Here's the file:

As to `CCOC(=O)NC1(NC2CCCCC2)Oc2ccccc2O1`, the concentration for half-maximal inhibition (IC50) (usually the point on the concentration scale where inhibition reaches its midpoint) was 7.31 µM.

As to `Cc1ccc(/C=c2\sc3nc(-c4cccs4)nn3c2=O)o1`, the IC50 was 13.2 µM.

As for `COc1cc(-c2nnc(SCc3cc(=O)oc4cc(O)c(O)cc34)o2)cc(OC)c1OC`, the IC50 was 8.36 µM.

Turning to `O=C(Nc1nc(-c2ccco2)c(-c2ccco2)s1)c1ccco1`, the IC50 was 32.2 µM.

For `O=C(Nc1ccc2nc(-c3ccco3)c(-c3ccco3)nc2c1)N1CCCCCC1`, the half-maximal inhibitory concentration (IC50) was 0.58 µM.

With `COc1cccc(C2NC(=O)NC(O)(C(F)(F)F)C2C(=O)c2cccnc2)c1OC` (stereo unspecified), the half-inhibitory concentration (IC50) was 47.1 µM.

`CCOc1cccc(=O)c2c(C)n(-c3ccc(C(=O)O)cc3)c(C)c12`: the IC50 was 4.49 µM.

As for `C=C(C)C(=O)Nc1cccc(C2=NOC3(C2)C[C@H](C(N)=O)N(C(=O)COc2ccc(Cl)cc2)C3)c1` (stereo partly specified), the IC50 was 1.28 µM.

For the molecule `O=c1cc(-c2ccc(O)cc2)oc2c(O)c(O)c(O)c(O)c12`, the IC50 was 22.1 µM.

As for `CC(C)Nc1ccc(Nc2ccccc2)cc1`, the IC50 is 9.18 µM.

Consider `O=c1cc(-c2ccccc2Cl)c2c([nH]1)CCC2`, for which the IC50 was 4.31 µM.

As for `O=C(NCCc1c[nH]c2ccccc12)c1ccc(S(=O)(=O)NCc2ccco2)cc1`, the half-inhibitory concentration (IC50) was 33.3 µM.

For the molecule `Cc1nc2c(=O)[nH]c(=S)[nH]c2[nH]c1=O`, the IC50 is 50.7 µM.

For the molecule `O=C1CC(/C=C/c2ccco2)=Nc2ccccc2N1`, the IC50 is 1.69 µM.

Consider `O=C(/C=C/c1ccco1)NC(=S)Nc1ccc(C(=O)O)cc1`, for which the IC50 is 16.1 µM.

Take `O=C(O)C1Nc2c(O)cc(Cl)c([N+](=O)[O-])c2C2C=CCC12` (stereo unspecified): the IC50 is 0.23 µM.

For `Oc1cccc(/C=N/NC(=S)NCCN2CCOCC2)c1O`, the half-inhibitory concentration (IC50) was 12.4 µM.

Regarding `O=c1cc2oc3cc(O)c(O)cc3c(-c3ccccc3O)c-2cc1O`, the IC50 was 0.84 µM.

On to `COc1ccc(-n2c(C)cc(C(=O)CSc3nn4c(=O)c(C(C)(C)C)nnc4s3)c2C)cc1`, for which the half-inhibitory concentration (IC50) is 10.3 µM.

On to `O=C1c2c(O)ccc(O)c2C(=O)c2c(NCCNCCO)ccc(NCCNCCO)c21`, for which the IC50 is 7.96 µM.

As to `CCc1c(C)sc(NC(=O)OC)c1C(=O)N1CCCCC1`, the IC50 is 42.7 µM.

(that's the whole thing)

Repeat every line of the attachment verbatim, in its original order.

As to `CCOC(=O)NC1(NC2CCCCC2)Oc2ccccc2O1`, the concentration for half-maximal inhibition (IC50) (usually the point on the concentration scale where inhibition reaches its midpoint) was 7.31 µM.

As to `Cc1ccc(/C=c2\sc3nc(-c4cccs4)nn3c2=O)o1`, the IC50 was 13.2 µM.

As for `COc1cc(-c2nnc(SCc3cc(=O)oc4cc(O)c(O)cc34)o2)cc(OC)c1OC`, the IC50 was 8.36 µM.

Turning to `O=C(Nc1nc(-c2ccco2)c(-c2ccco2)s1)c1ccco1`, the IC50 was 32.2 µM.

For `O=C(Nc1ccc2nc(-c3ccco3)c(-c3ccco3)nc2c1)N1CCCCCC1`, the half-maximal inhibitory concentration (IC50) was 0.58 µM.

With `COc1cccc(C2NC(=O)NC(O)(C(F)(F)F)C2C(=O)c2cccnc2)c1OC` (stereo unspecified), the half-inhibitory concentration (IC50) was 47.1 µM.

`CCOc1cccc(=O)c2c(C)n(-c3ccc(C(=O)O)cc3)c(C)c12`: the IC50 was 4.49 µM.

As for `C=C(C)C(=O)Nc1cccc(C2=NOC3(C2)C[C@H](C(N)=O)N(C(=O)COc2ccc(Cl)cc2)C3)c1` (stereo partly specified), the IC50 was 1.28 µM.

For the molecule `O=c1cc(-c2ccc(O)cc2)oc2c(O)c(O)c(O)c(O)c12`, the IC50 was 22.1 µM.

As for `CC(C)Nc1ccc(Nc2ccccc2)cc1`, the IC50 is 9.18 µM.

Consider `O=c1cc(-c2ccccc2Cl)c2c([nH]1)CCC2`, for which the IC50 was 4.31 µM.

As for `O=C(NCCc1c[nH]c2ccccc12)c1ccc(S(=O)(=O)NCc2ccco2)cc1`, the half-inhibitory concentration (IC50) was 33.3 µM.

For the molecule `Cc1nc2c(=O)[nH]c(=S)[nH]c2[nH]c1=O`, the IC50 is 50.7 µM.

For the molecule `O=C1CC(/C=C/c2ccco2)=Nc2ccccc2N1`, the IC50 is 1.69 µM.

Consider `O=C(/C=C/c1ccco1)NC(=S)Nc1ccc(C(=O)O)cc1`, for which the IC50 is 16.1 µM.

Take `O=C(O)C1Nc2c(O)cc(Cl)c([N+](=O)[O-])c2C2C=CCC12` (stereo unspecified): the IC50 is 0.23 µM.

For `Oc1cccc(/C=N/NC(=S)NCCN2CCOCC2)c1O`, the half-inhibitory concentration (IC50) was 12.4 µM.

Regarding `O=c1cc2oc3cc(O)c(O)cc3c(-c3ccccc3O)c-2cc1O`, the IC50 was 0.84 µM.

On to `COc1ccc(-n2c(C)cc(C(=O)CSc3nn4c(=O)c(C(C)(C)C)nnc4s3)c2C)cc1`, for which the half-inhibitory concentration (IC50) is 10.3 µM.

On to `O=C1c2c(O)ccc(O)c2C(=O)c2c(NCCNCCO)ccc(NCCNCCO)c21`, for which the IC50 is 7.96 µM.

As to `CCc1c(C)sc(NC(=O)OC)c1C(=O)N1CCCCC1`, the IC50 is 42.7 µM.